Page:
What size is the batch, and what does the rest of the grain bill look like? If the estimated OG is over 1.050, you should probably pitch two packets of yeast or make a starter the day before pitching.
Use your corn sugar and honey sparingly, as each is nearly 100% fermentable and will definitely thin and dry out your beer. If you're after a higher alcohol content, use LME/DME instead of the corn sugar to preserve the body and depth of your beer. If you're after the honey flavor, use an adjunct malt such as honey malt to give it that honey sweet flavor. If you add real honey to the beer, it's more fermentable than maltose, so the yeasts are going to eat through that first before having to adapt to maltose as food. This causes the yeast to stress a little when it does that, increasing your odds for "off" flavors in the final product. If you insist on using honey, there's no need to sterilize it first. Add it to your primary fermenter after the krausen has fallen and then cold crash the beer after a few days to preserve some of that honey sweetness. Otherwise, the yeasts will just burn through it and you wind up (again) with a thinned out dry beer.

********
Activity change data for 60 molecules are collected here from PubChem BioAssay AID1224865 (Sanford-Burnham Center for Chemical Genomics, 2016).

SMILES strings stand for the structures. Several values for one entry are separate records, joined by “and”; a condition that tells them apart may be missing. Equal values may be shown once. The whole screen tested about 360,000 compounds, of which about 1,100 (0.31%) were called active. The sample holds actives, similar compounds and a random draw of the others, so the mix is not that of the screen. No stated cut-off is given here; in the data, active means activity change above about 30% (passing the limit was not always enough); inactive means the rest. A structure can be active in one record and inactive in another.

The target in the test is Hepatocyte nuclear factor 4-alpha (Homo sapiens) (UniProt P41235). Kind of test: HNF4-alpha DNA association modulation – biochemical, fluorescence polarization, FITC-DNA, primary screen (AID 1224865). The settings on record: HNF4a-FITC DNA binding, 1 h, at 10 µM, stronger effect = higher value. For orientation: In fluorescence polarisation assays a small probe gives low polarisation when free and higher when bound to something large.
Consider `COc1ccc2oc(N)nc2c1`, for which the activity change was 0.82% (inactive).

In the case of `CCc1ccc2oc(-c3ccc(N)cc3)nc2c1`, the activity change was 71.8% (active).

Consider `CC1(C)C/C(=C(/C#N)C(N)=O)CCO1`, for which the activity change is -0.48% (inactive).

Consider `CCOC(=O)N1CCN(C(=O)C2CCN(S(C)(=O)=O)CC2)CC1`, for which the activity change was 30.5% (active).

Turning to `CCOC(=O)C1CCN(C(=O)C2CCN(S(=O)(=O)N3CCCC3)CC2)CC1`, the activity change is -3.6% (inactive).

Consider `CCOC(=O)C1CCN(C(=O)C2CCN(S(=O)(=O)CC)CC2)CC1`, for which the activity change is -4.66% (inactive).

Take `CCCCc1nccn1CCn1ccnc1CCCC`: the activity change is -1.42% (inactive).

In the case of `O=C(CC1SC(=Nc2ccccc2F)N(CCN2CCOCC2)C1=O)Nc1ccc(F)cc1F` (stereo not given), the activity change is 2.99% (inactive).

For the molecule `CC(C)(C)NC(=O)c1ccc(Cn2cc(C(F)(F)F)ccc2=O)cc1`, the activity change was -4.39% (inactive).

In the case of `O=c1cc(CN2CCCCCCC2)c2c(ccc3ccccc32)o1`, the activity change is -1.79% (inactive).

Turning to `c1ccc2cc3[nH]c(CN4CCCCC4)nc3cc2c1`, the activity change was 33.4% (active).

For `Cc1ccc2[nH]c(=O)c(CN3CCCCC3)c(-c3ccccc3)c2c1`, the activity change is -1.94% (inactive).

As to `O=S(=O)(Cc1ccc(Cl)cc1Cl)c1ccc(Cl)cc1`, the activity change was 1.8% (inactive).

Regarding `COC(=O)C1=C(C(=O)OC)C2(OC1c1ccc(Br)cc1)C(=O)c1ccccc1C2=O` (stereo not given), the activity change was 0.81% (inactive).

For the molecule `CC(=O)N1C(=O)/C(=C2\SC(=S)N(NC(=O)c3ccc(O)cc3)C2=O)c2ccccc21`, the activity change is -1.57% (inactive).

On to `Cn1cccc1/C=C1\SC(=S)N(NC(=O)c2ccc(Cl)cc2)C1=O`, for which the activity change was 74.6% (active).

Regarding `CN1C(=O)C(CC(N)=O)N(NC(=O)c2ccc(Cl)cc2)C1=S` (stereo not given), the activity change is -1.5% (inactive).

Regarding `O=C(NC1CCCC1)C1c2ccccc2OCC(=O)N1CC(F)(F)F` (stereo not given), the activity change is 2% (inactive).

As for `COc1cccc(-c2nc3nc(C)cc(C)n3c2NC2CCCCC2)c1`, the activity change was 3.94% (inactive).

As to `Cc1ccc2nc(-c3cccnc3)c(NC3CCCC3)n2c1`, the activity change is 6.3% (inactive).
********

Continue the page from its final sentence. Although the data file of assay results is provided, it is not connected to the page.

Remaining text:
Beer so good, it's frightening.
2014: Seven Heavens Series One: Vilon, Mystic Melomel, Skeeter Pee.